RESEARCH QUESTION 1:
Changes in Mental Health Symptoms
Methods Notes: Eligible studies must report changes in symptom levels, proportion of participants above a cutoff threshold, or proportion of participants who change by a pre-defined magnitude (e.g., minimal clinically important difference) across a delineated COVID-19 related event. This could include comparisons of pre-COVID-19 and COVID-19 symptoms, symptoms at the initiation of the outbreak to the peak, or symptoms during highly restrictive isolation periods to subsequent periods, for instance. Studies with < 100 participants are excluded.
We are not including cross-sectional studies that report percentages of participants with scores above cutoff thresholds on commonly used symptom questionnaires. Conclusions that can be drawn from that type of data about mental health effects from COVID-19 and clinical implications, however, are limited, and, per our protocol, we have not included those studies. This is because percentages of people who score above a threshold on standardized questionnaires vary, sometimes dramatically, between populations, even in normal times. For example, the percentage of participants with scores of at least 10 on the Patient-Health Questionnaire-9, a commonly used measure of depressive symptoms, in large, randomly selected, regional or national general population samples, has been reported as 4% in Hong Kong (N = 6,028); 6% in Germany (N = 5,018); 7% in Shanghai, China (N = 1,045); 8% in the United States (N = 10,257); 8% in the province of Alberta, Canada (N = 3,304); 11% in Sweden (N = 3,001); and 22% in Jiangsu Province, China (N = 8,400). Even within populations from the same region, the percentage can vary dramatically depending on sample characteristics. In Jiangsu Province, for example, the percentage among rural residents (32%) is twice that of urban residents (16%); it is also several times higher for older adults (25% for 55-64 years; 87% for ≥ 65 years) than for young adults (8% for 18-34 years). Further complicating interpretation when there is not a time-based or other relevant comparator, percentages from symptom measures such as the PHQ-9 tend to dramatically overestimate prevalence that would be obtained from validated methods for ascertaining prevalence of mental health disorders, and there is too much heterogeneity between samples in the difference to correct for this statistically.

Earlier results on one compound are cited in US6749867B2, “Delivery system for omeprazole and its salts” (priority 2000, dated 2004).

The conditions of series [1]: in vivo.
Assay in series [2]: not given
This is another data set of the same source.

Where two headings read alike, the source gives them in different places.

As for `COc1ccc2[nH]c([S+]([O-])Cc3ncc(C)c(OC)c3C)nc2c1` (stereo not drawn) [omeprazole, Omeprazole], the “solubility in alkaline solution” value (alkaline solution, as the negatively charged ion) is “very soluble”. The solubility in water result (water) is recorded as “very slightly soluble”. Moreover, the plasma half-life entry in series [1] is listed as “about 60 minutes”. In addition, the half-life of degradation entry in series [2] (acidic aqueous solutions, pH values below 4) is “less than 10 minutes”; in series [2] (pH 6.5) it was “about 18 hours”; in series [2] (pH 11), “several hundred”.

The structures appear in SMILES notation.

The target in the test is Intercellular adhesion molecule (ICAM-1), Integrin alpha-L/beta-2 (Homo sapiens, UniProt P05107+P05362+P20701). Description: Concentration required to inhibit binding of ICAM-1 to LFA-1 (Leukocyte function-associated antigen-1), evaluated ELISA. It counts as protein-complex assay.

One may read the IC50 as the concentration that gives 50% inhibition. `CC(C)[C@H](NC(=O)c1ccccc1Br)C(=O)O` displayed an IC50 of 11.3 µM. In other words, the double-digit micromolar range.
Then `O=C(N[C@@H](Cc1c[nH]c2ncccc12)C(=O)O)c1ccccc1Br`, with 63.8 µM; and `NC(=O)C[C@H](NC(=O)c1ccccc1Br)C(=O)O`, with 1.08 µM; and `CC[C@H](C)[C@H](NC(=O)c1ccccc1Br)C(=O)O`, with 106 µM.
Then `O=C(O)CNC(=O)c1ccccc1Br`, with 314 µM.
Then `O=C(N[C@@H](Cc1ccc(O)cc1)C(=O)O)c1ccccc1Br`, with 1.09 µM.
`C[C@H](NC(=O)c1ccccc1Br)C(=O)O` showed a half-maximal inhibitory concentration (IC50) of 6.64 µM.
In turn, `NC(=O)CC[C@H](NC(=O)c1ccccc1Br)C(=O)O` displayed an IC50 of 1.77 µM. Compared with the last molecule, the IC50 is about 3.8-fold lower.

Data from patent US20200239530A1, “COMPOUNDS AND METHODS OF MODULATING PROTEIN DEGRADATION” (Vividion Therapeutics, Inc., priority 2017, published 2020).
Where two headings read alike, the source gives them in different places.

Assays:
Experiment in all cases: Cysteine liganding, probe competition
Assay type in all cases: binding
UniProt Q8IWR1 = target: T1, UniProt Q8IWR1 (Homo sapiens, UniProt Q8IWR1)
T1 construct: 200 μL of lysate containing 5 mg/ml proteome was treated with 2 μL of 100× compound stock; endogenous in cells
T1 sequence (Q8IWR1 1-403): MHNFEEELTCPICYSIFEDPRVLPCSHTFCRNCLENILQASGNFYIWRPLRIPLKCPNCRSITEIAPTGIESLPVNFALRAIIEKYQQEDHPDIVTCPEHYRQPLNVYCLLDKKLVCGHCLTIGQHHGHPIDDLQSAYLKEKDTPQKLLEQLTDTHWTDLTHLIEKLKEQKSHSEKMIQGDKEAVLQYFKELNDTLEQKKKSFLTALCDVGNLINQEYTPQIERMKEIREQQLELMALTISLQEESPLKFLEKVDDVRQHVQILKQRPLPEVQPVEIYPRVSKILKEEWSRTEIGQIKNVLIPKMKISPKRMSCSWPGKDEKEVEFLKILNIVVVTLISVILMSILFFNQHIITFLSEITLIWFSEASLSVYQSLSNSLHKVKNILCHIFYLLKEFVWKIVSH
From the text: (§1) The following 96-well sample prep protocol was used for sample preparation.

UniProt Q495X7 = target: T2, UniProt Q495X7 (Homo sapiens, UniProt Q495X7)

Summary of Results: Only one study, which included 209 undergraduate students from Switzerland, has reported mental health symptoms during COVID-19 compared to previously. In that study, symptoms of depression increased by 0.53 (0.33 to 0.72) standard deviations, stress by 0.40 (0.20 to 0.59), loneliness by 0.29 (0.10 to 0.49), and symptoms of anxiety by 0.17 (-0.02 to 0.37).
Comment: Among university students for whom social relationships are likely highly valued and for whom risk of complications from COVID-19 is generally lower than among other adults, symptoms of depression increased substantially more than anxiety. It will be important to understand to what degree this finding is replicated in other university students and whether anxiety is relatively more important in more vulnerable populations.
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*Abbreviations: CES-D= Center for Epidemiologic Studies Depression Scale; GAD-7= Generalized Anxiety Disorder; PSS= Perceived Stress Scale; ULS-9= University of California, Los Angeles (UCLA) Loneliness Scale